Creative Writing, Taught Courses and Tea Making

I was hunting for a picture of the Japanese Tea Ceremony to illustrate this post, but will have to make do with this one instead, a lovely old embroidery of a lucky crane! Late last night,  I got embroiled in one of those interesting Facebook discussions, with a couple of fellow writers, about the usefulness of creative writing courses, about why and how people write, about whether students on such courses should follow the course rubric to the letter, about whether such courses generally lead to publication and what other uses they might have for aspiring writers or for writers who are starting out, or perhaps for writers who feel they have ground to a halt and need encouragement, or inspiration, or a certain amount of 'mentoring'. We are all of us, let's face it, afraid to move out of our individual comfort zones, and it can be helpful to have a metaphorical hand to hold, while we are doing it! When, inevitably, the discussion strayed into why and how we write, things became even more interesting.
A friend expressed the opinion that writing is surely communication, and that writers must therefore think about the end product, the book, play, story and, presumably, the audience for that product. And to some extent, this is true. But the older I grow, the more I also get the feeling that somehow we have got the balance wrong, and it may be that courses in the so called 'creative industries' should take at least some share of the blame for this.
When I first began to tutor creative writing workshops, a long time ago, I was funded (not generously, but funded!) to work with groups in the community. It was in the nature of these groups that everyone wanted something different. There were people who wanted desperately to be published, people who only wanted to write for fun, people who needed encouragement to stretch themselves and a few who just wanted a chat. Some were poets, some wanted to write articles and stories, a few were interested in drama, even fewer thought they might like to tackle a full length novel. The trick was in juggling all these different requirements and abilities, making sure that each person went away from the class feeling that they had got something out of it. Difficult, but not impossible.
Then, things gradually changed. Those doing the funding began to want rigidly structured courses, and a very definite end product. This was difficult, with such disparate groups of people, with such a variety of wants and needs. In practice, it resulted in the publication of various anthologies, and certain amount of invention when it came to writing down the course structure! 
But that was the start of a slippery slope which, I think, has lead us to a situation in which our colleges and universities are busy trying to offload any course which can't be 'sold' as contributing to the student's employability by the end of it. Gone are the days when anyone valued learning for its own sake. And while you can easily assert that  IT, or engineering or applied mathematics will make you employable, it's quite hard to do it with creative writing. But you have to find ways of selling your course to the powers-that-be by labelling it as in some way vocational. You can either imply that it will be easier to find a publisher or agent at the end of it (a bit debatable) or you can  talk about the advantage of writing skills for other employment (true, but any decent English course would probably do the same). And this need to concentrate on some hypothetical end product: employability, the acquisition of an agent or a publisher, a completed and 'oven ready' novel or script or play, means that all too often, students don't do what they perhaps ought to be doing with these courses: using them as a rich seam of knowledge and experience to be mined, giving themselves permission to experiment without fear of failure and within a sheltered environment, giving themselves permission to play about with ideas and structures and forms, so that by the end of such a course, each student might be closer to finding his or her own unique voice, ready to move on with a certain amount of confidence. But can you imagine some poor course leader having to write that as a module descriptor? No. Me neither.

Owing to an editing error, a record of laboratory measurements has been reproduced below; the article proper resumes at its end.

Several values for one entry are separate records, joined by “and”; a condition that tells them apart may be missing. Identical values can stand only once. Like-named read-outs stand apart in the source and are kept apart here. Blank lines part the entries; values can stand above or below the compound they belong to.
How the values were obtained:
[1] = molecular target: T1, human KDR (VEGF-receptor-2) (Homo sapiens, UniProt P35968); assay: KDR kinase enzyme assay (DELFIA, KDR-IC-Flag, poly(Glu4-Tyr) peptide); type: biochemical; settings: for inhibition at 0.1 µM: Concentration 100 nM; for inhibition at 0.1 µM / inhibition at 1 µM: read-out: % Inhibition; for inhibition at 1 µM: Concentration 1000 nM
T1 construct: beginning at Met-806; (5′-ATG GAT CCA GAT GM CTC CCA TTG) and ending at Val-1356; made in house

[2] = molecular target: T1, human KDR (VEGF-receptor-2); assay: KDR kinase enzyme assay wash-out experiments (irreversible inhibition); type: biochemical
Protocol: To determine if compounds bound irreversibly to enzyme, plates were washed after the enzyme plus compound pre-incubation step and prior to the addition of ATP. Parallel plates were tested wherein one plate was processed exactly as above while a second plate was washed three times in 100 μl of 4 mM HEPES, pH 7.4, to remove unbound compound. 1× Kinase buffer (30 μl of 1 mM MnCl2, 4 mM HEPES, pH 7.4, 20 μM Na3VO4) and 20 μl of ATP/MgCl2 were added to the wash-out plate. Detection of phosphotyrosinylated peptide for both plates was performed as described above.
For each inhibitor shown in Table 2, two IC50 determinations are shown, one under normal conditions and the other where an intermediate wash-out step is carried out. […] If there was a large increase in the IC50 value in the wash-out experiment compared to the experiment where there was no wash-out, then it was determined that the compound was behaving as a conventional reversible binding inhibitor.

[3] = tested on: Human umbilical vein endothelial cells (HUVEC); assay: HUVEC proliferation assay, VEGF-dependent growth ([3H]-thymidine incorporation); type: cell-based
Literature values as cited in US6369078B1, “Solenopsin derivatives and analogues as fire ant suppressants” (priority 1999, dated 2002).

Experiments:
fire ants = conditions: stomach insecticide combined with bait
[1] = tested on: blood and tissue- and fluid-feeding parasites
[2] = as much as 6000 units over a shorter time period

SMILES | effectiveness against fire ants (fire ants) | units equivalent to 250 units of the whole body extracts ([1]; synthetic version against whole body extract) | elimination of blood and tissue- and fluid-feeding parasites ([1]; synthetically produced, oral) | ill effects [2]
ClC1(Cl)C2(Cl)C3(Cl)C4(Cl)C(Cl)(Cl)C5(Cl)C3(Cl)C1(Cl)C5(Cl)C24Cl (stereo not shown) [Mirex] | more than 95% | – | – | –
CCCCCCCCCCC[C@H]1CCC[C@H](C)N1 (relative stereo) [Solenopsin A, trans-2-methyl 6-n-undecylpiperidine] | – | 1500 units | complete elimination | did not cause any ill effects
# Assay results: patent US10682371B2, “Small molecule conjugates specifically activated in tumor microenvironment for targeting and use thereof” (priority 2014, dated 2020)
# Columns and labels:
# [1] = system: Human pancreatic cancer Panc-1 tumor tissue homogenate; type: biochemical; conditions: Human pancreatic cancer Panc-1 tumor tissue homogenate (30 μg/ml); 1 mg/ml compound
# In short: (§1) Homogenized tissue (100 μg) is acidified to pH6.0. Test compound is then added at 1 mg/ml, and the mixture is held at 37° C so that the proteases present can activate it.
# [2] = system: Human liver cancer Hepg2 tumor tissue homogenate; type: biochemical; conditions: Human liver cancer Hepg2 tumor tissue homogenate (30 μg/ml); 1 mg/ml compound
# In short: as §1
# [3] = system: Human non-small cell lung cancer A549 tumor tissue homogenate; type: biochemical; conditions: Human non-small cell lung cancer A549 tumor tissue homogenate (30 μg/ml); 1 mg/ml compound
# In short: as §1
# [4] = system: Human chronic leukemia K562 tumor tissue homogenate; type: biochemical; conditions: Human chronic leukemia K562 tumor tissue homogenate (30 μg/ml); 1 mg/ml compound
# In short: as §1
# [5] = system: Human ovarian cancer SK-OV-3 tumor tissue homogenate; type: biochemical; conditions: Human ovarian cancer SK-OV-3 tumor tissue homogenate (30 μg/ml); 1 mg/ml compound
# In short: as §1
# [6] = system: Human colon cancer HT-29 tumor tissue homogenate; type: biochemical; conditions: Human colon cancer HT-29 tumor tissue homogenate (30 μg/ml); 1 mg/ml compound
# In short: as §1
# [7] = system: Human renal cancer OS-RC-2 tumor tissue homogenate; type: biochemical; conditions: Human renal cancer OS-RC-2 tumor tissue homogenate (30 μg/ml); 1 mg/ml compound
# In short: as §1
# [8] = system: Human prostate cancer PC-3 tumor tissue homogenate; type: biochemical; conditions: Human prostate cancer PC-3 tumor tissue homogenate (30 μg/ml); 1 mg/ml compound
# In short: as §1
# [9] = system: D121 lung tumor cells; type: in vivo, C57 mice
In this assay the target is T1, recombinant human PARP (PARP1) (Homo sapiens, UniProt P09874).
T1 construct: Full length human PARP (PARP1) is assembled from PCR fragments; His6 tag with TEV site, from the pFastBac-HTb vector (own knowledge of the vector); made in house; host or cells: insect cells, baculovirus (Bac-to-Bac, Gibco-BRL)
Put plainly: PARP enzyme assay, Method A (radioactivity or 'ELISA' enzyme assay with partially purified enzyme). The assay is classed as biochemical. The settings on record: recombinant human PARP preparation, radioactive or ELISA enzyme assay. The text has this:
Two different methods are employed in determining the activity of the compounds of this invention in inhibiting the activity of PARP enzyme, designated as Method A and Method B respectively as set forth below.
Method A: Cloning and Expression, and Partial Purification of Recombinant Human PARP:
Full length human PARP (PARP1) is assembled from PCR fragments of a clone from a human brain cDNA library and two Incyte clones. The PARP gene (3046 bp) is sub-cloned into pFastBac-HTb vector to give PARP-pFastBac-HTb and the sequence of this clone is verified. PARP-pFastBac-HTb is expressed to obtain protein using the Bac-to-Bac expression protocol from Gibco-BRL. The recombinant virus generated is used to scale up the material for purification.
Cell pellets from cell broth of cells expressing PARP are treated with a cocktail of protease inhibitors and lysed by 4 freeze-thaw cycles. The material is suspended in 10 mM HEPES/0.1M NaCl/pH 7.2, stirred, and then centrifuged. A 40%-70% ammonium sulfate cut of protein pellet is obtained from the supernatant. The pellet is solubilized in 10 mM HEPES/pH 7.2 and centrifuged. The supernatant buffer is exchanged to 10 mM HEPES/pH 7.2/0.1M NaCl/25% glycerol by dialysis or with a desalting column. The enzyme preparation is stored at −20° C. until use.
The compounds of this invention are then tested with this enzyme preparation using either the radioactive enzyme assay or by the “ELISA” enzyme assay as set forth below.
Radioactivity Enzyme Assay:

We have now reached the sad situation where a recent advertisement for a writer-in-residence/lecturer in creative writing for one of our old and distinguished academic institutions was couched in such precisely prescriptive terms that none of our equally distinguished national poets or playwrights could have applied for it with any hope of success. And that way, cultural disaster lies. 
Sadly, we seem to have lost any sense of valuing the pursuit of knowledge for its own sake, so what chance does the pursuit of any individual creative practice for its own sake stand, in our current Pipchin-esque state of education?

 'It being a part of Mrs. Pipchin's system not to encourage a child's mind to develop and expand itself like a young flower, but to open it by force like an oyster.' (Dombey and Son)

So where does tea come in? I drink a lot of tea. All day, really. More, when I'm writing. But I don't dunk a teabag in a mug of warm water. I mix real leaf tea with plenty of boiling water, in a rather beautiful hand made teapot, (hand made by a friend, at that) well warmed, and sometimes I drink it out of a china mug, and sometimes out of a big handmade mug, and sometimes out of a large teacup. I like the process you see, like making tea for other people too. Most people tell us that our tea tastes very nice, which I think it does. It isn't, of course, as wonderful as a real Japanese 'tea ceremony' but it's my tea ceremony, and as the ancient masters of the art of tea said - you just make tea. That's all there is to it. The whole point of such practices, though, is that the making is key. Doing. Being in the moment. Becoming absorbed in the process itself and treating all aspects of it with loving care, while you are doing it.